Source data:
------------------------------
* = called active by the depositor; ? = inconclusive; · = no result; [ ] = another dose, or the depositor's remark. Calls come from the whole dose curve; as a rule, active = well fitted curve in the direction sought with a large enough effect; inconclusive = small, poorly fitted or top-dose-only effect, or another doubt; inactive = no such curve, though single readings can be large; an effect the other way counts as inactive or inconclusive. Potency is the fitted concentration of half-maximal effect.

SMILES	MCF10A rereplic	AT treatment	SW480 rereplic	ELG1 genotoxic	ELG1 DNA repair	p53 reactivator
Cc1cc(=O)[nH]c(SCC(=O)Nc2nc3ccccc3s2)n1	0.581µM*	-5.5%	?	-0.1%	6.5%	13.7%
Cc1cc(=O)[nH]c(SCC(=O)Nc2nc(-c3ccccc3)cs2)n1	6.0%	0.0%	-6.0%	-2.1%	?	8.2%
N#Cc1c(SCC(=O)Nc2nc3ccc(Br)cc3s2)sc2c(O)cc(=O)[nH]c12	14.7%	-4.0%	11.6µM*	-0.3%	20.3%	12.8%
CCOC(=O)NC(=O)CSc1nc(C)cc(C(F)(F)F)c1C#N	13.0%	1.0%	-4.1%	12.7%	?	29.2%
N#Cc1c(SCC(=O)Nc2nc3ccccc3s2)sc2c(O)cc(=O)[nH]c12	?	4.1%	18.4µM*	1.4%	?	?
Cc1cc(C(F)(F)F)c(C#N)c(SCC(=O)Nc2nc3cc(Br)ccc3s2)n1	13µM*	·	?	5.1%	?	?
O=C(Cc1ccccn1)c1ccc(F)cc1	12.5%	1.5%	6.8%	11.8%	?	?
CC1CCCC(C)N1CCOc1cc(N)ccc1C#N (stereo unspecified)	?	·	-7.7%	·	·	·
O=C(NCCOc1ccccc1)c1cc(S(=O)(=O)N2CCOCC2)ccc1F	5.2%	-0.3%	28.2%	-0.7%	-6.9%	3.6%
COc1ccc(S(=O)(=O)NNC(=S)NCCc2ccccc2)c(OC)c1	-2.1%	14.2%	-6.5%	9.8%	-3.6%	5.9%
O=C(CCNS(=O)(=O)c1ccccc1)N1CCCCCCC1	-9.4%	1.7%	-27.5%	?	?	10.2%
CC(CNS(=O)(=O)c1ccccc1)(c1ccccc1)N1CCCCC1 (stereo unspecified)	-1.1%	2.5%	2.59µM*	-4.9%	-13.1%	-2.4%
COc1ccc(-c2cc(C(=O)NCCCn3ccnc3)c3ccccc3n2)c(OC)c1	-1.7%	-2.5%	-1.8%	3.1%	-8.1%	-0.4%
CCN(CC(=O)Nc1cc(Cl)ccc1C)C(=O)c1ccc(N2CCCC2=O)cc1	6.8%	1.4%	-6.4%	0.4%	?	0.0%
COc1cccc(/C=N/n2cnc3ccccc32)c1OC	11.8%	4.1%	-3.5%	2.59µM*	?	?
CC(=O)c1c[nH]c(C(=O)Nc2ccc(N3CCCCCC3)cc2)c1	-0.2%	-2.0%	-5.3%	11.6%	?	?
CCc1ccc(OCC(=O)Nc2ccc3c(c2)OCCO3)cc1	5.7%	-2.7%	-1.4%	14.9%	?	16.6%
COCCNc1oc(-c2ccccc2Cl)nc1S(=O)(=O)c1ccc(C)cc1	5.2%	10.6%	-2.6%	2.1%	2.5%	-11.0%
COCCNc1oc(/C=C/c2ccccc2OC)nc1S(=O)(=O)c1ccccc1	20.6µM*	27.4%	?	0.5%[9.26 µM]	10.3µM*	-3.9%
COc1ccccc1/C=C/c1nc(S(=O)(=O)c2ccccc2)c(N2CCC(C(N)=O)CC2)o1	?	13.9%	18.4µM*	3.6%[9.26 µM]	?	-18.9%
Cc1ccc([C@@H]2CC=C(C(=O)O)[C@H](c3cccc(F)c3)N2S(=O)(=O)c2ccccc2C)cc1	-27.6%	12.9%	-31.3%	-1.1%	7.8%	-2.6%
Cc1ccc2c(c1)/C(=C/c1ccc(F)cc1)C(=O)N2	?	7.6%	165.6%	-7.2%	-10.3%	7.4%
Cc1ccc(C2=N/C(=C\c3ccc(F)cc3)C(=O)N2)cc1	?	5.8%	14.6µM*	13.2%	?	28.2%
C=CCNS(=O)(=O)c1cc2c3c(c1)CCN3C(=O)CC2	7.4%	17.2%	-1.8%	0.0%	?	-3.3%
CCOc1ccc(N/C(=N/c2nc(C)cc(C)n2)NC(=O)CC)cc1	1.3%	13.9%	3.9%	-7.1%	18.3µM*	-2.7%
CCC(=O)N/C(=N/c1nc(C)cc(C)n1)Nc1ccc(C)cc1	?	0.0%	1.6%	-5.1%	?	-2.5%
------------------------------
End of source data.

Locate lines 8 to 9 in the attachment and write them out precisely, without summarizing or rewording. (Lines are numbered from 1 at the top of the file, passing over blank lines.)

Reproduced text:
Cc1cc(C(F)(F)F)c(C#N)c(SCC(=O)Nc2nc3cc(Br)ccc3s2)n1	13µM*	·	?	5.1%	?	?
O=C(Cc1ccccn1)c1ccc(F)cc1	12.5%	1.5%	6.8%	11.8%	?	?